Jackson in court bid to recover legal costs of more than €115k
An application to cover Paddy Jackson's legal fees is due to be heard in Belfast Crown Court next month, it has emerged.
Mr Jackson (26) was acquitted of rape and sexual assault last month following a mammoth nine-week trial. Three other co-defendants - including Mr Jackson's Ireland and Ulster Rugby team-mate Stuart Olding (25) - were also acquitted on charges they faced arising from an incident in Mr Jackson's south Belfast bedroom in June 2016.
It is understood that Mr Jackson privately funded his defence, and his legal bill amounted to more than €115,000, which he has already settled.
However, he is seeking to retrieve this money and has made an application in an attempt to have the costs covered by the Public Prosecution Service.
A hearing in a bid to cover the legal costs has been scheduled in Belfast at 2pm on Friday, May 18.
Mr Olding had been covering his own legal costs at the start of the trial.
However, halfway through the trial his barrister asked that he be granted legal aid for the remainder of the hearing, as he no longer had sufficient funds to cover the costs.
After she asked to be provided with evidence of this - such as bank statements - Judge Patricia Smyth granted legal aid for Mr Olding.
Meanwhile, organisers of a planned protest outside the home of Ulster Rugby tonight have released details of the event, which coincides with the team's first home game since the verdict in the high-profile trial.
Members of the Belfast Feminist Network have organised a protest at the Mount Merrion entrance to the Kingspan ground at 7pm, as fans are entering the stadium for the match against the Ospreys.
The group has helped organise a number of protests since Mr Jackson and Mr Olding were found not guilty.
The protesters say they have been liaising with police to ensure the protest is lawful and well ordered.
Belfast Feminist Network said it was part of "a movement to change how our criminal justice system deals with sexual assault crimes".
Last week, 139 people took out a crowdfunded newspaper advert to demand Mr Jackson and Mr Olding never play rugby for Ulster or Ireland again.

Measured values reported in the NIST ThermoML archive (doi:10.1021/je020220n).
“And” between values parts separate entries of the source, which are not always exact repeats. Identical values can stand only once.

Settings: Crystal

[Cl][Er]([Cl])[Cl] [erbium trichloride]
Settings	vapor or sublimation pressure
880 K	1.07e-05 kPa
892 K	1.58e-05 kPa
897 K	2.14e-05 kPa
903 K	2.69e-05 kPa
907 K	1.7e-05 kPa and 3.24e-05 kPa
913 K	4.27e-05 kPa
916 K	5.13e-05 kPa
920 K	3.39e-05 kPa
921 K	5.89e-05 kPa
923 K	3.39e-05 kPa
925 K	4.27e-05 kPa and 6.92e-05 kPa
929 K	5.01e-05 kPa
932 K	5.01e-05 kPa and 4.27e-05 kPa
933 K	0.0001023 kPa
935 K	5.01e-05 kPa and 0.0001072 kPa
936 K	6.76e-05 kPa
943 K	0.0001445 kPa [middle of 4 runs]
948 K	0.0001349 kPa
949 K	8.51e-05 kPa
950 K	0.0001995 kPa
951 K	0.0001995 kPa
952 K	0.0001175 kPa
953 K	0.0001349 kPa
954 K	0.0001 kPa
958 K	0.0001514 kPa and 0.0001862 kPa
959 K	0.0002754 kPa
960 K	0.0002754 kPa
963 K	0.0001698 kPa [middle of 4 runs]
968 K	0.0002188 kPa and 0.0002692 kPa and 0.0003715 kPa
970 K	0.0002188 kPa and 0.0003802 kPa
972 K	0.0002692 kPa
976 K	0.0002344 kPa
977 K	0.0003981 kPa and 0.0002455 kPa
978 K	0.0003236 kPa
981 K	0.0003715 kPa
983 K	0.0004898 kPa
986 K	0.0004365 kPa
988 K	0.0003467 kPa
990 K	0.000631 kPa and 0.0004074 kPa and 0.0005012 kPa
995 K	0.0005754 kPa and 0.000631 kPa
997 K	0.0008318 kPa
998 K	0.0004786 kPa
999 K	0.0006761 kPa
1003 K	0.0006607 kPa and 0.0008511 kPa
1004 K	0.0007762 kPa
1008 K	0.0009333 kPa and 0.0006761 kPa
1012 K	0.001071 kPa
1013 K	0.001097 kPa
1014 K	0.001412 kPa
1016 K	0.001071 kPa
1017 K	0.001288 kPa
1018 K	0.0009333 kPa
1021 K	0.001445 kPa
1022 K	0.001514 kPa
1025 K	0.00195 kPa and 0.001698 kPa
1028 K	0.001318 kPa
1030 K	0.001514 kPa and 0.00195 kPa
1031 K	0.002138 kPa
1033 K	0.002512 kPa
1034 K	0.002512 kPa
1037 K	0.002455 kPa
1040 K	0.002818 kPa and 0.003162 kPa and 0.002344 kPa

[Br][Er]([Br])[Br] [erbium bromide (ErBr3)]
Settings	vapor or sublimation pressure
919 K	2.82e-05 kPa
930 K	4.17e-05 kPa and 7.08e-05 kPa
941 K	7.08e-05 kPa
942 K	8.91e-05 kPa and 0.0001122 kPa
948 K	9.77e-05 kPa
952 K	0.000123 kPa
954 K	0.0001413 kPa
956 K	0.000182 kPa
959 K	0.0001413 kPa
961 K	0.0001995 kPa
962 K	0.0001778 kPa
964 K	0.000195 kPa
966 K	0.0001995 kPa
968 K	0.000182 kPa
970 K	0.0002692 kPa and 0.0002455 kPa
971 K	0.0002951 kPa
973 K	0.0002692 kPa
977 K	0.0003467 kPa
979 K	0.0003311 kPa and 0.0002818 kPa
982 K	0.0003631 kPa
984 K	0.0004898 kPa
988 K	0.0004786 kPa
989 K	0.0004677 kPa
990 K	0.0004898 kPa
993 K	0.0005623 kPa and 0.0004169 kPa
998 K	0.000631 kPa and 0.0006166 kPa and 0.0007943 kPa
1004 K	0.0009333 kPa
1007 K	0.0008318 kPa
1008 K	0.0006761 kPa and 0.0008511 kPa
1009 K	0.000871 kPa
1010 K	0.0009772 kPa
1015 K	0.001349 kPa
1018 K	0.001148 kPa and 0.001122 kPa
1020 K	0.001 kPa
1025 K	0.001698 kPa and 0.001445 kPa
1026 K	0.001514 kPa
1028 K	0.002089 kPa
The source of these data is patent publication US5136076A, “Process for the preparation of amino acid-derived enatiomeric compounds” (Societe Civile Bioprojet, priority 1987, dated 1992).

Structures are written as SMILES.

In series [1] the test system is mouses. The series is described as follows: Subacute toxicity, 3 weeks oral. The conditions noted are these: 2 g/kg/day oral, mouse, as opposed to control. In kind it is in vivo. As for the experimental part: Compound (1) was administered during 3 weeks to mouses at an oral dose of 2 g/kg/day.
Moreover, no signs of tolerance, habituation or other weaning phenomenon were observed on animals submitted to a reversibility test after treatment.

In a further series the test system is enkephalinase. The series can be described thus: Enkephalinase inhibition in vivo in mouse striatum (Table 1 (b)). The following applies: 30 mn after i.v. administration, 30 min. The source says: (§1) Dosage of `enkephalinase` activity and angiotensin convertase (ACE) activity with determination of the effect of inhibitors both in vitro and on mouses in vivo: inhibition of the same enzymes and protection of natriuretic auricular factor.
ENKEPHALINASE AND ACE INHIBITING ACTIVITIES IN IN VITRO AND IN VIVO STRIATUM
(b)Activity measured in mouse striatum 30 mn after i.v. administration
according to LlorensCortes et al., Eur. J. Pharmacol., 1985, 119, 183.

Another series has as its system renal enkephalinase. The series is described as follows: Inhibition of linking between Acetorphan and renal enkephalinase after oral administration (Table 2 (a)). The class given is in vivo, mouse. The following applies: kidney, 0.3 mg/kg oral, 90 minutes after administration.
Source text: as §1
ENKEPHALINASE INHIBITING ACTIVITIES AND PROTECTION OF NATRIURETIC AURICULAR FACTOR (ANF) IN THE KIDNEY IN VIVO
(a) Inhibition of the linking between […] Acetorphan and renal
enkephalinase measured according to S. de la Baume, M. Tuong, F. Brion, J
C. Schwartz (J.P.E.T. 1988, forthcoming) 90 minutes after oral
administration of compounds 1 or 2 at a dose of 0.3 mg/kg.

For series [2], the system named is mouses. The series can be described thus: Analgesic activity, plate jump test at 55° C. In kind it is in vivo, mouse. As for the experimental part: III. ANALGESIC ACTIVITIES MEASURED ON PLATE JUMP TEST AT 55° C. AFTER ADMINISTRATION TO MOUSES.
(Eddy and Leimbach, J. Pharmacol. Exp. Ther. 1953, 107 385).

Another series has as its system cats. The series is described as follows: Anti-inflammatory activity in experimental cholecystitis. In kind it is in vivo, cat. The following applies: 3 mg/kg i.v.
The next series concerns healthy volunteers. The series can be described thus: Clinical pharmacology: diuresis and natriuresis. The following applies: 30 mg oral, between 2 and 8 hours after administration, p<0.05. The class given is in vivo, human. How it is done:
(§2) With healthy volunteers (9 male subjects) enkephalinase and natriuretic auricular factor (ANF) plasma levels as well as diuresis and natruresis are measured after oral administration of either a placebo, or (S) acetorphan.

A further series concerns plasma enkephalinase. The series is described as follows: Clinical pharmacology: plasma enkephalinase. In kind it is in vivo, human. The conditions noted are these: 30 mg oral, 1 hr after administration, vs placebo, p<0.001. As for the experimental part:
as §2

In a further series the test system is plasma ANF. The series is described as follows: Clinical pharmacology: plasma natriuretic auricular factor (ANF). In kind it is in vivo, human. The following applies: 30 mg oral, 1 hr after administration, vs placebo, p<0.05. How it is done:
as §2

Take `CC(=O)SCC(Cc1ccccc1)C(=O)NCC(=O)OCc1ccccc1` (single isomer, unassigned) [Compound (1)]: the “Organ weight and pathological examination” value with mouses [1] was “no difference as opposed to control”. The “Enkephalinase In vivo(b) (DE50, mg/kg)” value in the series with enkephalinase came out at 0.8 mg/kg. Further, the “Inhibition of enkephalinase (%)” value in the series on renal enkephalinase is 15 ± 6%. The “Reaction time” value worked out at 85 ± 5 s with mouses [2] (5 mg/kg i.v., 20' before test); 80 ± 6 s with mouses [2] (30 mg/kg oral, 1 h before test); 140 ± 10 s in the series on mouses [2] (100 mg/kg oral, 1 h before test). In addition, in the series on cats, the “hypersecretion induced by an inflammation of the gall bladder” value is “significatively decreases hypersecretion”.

The advert described the content of social media exchanges involving the pair as "reprehensible". However, an advert in Wednesday's Belfast Telegraph, paid for by fans of Ulster Rugby, called on the club to reinstate the two players to the squad.
The full-page advert, funded by more than 100 supporters, described "the social media backlash" against the men as "cyber prosecution".
The pair remain suspended from playing while Ulster Rugby carry out an internal investigation into the sexist language used by the players in a series of WhatsApp messages sent in the aftermath of a party at Mr Jackson's house in 2016.
No decision has been announced on the outcome of an internal review by the IRFU and Ulster Rugby on the playing future of Mr Jackson and Mr Olding.
It is understood that the club's major sponsor, Bank of Ireland, is awaiting the results of the high-profile review.
In a statement, Bank of Ireland said it has relayed its concerns to Ulster Rugby regarding what it calls "the serious behaviour and conduct issues which have emerged as a result of the recent high-profile trial".
On Wednesday, reporting restrictions on the trial were lifted and it was revealed that jurors were unaware there were photographs of additional blood on the sheets of Mr Jackson's bed. His barrister, Brendan Kelly QC, said he had "no intention of saying where this blood came from".